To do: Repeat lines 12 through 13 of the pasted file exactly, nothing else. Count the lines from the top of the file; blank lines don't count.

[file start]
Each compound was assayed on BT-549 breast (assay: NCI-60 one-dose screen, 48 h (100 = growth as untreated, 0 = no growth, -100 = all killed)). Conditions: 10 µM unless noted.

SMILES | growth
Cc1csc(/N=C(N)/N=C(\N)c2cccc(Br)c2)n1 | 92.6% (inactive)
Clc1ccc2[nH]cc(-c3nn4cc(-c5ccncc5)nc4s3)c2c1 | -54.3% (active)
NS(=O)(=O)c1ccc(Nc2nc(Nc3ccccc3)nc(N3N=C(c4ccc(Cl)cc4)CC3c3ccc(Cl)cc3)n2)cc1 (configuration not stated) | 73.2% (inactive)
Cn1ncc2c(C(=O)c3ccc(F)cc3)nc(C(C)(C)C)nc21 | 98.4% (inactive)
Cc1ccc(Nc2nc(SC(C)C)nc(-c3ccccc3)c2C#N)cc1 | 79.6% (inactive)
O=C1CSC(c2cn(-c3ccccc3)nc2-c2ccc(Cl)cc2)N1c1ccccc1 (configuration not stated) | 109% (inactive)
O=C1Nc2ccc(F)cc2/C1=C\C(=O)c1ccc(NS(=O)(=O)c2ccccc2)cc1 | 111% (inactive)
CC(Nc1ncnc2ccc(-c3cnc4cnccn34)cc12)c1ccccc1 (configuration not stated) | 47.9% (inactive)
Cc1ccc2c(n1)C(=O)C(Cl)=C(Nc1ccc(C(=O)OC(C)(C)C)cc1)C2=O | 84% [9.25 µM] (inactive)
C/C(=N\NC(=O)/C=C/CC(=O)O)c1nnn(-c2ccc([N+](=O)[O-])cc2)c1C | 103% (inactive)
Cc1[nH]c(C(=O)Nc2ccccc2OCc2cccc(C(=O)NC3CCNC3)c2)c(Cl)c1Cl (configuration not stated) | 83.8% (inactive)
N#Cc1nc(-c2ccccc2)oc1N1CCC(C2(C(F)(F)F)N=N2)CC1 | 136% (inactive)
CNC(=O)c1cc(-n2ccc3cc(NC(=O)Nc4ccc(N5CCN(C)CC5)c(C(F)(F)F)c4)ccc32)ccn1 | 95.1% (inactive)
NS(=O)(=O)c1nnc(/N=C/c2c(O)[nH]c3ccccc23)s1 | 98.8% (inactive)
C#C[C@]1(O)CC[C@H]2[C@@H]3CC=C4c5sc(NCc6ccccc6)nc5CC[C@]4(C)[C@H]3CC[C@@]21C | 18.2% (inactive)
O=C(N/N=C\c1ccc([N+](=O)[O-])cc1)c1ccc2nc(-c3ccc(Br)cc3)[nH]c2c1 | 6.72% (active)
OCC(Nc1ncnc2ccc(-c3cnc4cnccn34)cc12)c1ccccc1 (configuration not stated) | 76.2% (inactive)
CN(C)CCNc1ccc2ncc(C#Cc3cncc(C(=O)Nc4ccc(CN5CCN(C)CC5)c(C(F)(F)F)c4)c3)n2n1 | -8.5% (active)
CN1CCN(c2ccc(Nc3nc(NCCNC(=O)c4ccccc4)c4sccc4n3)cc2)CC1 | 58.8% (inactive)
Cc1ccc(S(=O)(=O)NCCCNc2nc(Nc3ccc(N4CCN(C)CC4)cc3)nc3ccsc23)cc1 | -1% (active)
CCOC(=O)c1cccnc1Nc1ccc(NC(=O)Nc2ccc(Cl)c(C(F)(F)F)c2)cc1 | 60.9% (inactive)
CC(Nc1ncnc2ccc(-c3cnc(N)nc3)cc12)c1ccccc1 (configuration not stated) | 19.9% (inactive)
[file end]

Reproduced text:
C/C(=N\NC(=O)/C=C/CC(=O)O)c1nnn(-c2ccc([N+](=O)[O-])cc2)c1C | 103% (inactive)
Cc1[nH]c(C(=O)Nc2ccccc2OCc2cccc(C(=O)NC3CCNC3)c2)c(Cl)c1Cl (configuration not stated) | 83.8% (inactive)